hope this helps
     
  12. marcr1230

    marcr1230 Mu-43 Regular

    149
    Nov 28, 2013
    It's simple - press F1 you see the AF points layout, and highlighted in green, those that are active (use left/right/up/down to change the placement of the focus square) . Press F1 then Info, and you can adjust the focus square size (using the up/down controls) there are 4 patterns (all, medium, normal, small) , also adjusts the face detection mode using the left/right controls.

    easy peasy

    Thanks



     
  13. Dave in Wales

    Dave in Wales Mu-43 All-Pro

    Nov 5, 2011
    West Wales
    Tis the same for the E-M1, you just beat me to it.
     
  14. Wisertime

    Wisertime Mu-43 All-Pro

    Aug 6, 2013
    Philly
    Steve
    Just curious. I keep things simple and use one focus point and recompose. When do people use ALL focus points? Moving objects/sports?
     
    • Like Like x 1
  15. mjw

    mjw Mu-43 Veteran

    220
    Sep 23, 2013
    Seattle, WA
    Matt
    Focus and recompose breaks if you're shooting narrow depth of field up close. The change in distance can be enough to push your subject out of focus.
     
    • Like Like x 1
  16. Dave in Wales

    Dave in Wales Mu-43 All-Pro

    Nov 5, 2011
    West Wales
    Well, I've learnt something, I never knew that.

    I do macro, narrow DOF, I'll use all focus poins in future.

    Thanks.
     
  17. mfj197

    mfj197 Mu-43 Regular

    80
    Aug 20, 2012
    Guildford, UK
    Michael
    The only issue with that is you don't know what subject it will focus on - the insect, the bit of leaf in front or whatever. I tend to use single point in these situations, but have the point positioned whereabouts in the frame the subject is required with the final framing, i.e. not in the middle.

    Sent from my GT-I9100 using Tapatalk
     
  18. Wisertime

    Wisertime Mu-43 All-Pro

    Aug 6, 2013
    Philly
    Steve
    Right. That's why I do it with one.
     
  19. photo_owl

    photo_owl Mu-43 Regular

    164
    Nov 8, 2013
    assuming you are on a tripod, use livetime, magnification and the touchscreen to focus and shoot - so much easier :)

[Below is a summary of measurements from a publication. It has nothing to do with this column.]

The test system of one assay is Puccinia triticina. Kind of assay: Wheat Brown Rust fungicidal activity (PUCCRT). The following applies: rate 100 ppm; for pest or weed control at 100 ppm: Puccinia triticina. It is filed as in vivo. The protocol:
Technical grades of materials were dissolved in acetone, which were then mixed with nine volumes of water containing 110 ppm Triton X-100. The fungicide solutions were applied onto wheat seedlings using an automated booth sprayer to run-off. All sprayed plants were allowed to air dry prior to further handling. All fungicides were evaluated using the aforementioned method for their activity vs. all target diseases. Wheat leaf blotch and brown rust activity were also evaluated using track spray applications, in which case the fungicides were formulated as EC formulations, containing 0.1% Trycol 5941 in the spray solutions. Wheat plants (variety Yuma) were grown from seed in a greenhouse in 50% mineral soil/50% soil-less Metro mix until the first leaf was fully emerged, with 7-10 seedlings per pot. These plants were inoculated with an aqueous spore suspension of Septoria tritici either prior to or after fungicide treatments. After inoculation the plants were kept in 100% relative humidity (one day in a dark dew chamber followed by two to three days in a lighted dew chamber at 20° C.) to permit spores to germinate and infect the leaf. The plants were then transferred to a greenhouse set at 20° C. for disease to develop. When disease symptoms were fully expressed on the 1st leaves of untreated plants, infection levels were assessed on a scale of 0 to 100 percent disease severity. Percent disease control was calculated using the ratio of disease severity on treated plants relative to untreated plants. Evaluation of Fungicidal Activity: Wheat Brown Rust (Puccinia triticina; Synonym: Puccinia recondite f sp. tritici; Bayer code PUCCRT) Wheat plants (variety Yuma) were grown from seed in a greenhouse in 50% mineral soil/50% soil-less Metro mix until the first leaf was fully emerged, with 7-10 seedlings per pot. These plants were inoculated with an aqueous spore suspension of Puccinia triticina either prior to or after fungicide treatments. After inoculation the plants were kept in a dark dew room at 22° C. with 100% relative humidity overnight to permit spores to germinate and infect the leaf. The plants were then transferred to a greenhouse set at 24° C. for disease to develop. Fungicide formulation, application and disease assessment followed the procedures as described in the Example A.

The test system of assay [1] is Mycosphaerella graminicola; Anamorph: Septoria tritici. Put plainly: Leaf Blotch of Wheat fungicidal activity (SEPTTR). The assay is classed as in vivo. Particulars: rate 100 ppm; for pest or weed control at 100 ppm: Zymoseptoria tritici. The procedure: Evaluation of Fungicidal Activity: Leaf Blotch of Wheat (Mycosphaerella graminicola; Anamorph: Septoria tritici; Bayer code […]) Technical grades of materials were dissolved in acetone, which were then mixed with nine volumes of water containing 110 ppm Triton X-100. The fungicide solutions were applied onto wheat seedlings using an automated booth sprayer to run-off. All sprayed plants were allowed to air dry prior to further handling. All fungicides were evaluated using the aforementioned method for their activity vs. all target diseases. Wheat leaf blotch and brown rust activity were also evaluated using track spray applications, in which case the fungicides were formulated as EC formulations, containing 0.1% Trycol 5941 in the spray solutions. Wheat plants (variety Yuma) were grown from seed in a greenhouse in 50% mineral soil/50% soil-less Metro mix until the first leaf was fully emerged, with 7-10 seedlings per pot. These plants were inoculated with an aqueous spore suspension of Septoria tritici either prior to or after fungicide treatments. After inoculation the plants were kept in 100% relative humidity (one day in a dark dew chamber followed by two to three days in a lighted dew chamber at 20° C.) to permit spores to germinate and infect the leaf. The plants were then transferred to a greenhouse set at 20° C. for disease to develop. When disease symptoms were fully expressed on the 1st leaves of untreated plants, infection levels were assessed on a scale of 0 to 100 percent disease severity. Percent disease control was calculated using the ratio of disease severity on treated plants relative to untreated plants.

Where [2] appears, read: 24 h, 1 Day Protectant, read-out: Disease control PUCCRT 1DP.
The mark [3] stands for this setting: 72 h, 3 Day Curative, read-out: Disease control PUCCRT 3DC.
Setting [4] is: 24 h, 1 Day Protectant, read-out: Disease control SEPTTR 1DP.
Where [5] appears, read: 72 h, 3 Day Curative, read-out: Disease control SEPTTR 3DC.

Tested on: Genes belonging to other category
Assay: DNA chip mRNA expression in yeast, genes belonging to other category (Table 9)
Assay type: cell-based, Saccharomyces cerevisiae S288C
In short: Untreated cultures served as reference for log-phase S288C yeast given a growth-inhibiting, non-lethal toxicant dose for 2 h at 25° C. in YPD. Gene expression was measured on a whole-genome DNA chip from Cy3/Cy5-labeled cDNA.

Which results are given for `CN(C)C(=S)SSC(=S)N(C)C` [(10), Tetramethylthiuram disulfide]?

20. JamieW

    JamieW Mu-43 Veteran

    260
    Oct 25, 2013
    What mjw is describing is called parallax. Say you find the nodal point (no-parallax point) on the lens and drag a measuring tape out from that point to your subject, and it measures exactly 24". If you focus-lock on that point, then pivot the camera on the nodal point to aim it at a new subject the camera will still be focused at 24". If the new subject is not exactly 24" away it may be out of focus depending on your aperture. If you're doing this hand-held it gets even harder to ensure focus. The effect is more noticeable with subjects that are closer, and when using shallow DOF.

    (There's been some debate over the terminology and it seems to be changing in recent years, but hopefully I wasn't too confusing). A bit off topic, but here's a video explaining how to find the nodal point if you're curious and showing you some of the other effects of parallax. https://www.youtube.com/watch?annot...&feature=iv&src_vid=k0HaRZi-FWs&v=1jAhwFLimM0 This is useful for doing panoramic landscapes.

    I agree with mfj here. mjw explains why you'd want to pre-select your focus point so you wouldn't have to recompose the shot, but it doesn't explain a good reason to use All Focus Points vs just assigning a single focus point on your subject where you want it. I've tried all focus points in the past and you don't always get the subject you want in focus when you let the camera pick the focus point for you. Photo_owl's suggestion of using the touch screen with magnify is also good for macro work.

    On DSLR it's less of an option, since most of the focus points are in the center of the screen, and the center point is usually the best point. On mirrorless systems you get the added benefit of being able to focus almost anywhere in the scene which is so much nicer for both macro and shallow DOF portrait work.

    Edit: Oops. I botched the multi-quote and got the names wrong. Hopefully less confusing now. :)